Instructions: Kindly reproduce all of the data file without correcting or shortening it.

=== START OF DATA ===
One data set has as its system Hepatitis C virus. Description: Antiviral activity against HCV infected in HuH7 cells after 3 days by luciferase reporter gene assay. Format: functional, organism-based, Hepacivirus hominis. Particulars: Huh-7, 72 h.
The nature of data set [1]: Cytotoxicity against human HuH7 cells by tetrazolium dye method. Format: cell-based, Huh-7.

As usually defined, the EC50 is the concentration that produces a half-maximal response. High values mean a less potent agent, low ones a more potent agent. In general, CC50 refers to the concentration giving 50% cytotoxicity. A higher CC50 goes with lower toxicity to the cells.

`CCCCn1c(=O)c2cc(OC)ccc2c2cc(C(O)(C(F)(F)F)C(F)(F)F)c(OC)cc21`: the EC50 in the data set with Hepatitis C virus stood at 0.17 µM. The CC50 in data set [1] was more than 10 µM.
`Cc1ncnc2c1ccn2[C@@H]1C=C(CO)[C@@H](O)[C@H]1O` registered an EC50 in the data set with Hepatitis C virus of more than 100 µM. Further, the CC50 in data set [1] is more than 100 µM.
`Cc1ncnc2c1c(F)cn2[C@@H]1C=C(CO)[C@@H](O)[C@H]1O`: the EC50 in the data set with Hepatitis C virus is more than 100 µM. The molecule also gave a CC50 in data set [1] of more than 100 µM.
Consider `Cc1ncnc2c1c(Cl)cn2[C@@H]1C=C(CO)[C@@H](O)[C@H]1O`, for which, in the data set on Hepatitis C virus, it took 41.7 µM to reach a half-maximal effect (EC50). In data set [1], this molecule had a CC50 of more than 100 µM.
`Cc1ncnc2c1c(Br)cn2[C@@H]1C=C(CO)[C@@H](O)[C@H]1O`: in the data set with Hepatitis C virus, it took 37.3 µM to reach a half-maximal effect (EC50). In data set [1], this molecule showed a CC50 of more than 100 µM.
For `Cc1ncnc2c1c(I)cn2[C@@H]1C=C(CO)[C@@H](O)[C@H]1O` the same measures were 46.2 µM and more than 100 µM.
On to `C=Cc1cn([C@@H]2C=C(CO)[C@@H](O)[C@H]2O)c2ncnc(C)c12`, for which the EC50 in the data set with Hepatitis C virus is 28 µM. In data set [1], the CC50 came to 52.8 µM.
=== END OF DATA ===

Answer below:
One data set has as its system Hepatitis C virus. Description: Antiviral activity against HCV infected in HuH7 cells after 3 days by luciferase reporter gene assay. Format: functional, organism-based, Hepacivirus hominis. Particulars: Huh-7, 72 h.
The nature of data set [1]: Cytotoxicity against human HuH7 cells by tetrazolium dye method. Format: cell-based, Huh-7.

As usually defined, the EC50 is the concentration that produces a half-maximal response. High values mean a less potent agent, low ones a more potent agent. In general, CC50 refers to the concentration giving 50% cytotoxicity. A higher CC50 goes with lower toxicity to the cells.

`CCCCn1c(=O)c2cc(OC)ccc2c2cc(C(O)(C(F)(F)F)C(F)(F)F)c(OC)cc21`: the EC50 in the data set with Hepatitis C virus stood at 0.17 µM. The CC50 in data set [1] was more than 10 µM.
`Cc1ncnc2c1ccn2[C@@H]1C=C(CO)[C@@H](O)[C@H]1O` registered an EC50 in the data set with Hepatitis C virus of more than 100 µM. Further, the CC50 in data set [1] is more than 100 µM.
`Cc1ncnc2c1c(F)cn2[C@@H]1C=C(CO)[C@@H](O)[C@H]1O`: the EC50 in the data set with Hepatitis C virus is more than 100 µM. The molecule also gave a CC50 in data set [1] of more than 100 µM.
Consider `Cc1ncnc2c1c(Cl)cn2[C@@H]1C=C(CO)[C@@H](O)[C@H]1O`, for which, in the data set on Hepatitis C virus, it took 41.7 µM to reach a half-maximal effect (EC50). In data set [1], this molecule had a CC50 of more than 100 µM.
`Cc1ncnc2c1c(Br)cn2[C@@H]1C=C(CO)[C@@H](O)[C@H]1O`: in the data set with Hepatitis C virus, it took 37.3 µM to reach a half-maximal effect (EC50). In data set [1], this molecule showed a CC50 of more than 100 µM.
For `Cc1ncnc2c1c(I)cn2[C@@H]1C=C(CO)[C@@H](O)[C@H]1O` the same measures were 46.2 µM and more than 100 µM.
On to `C=Cc1cn([C@@H]2C=C(CO)[C@@H](O)[C@H]2O)c2ncnc(C)c12`, for which the EC50 in the data set with Hepatitis C virus is 28 µM. In data set [1], the CC50 came to 52.8 µM.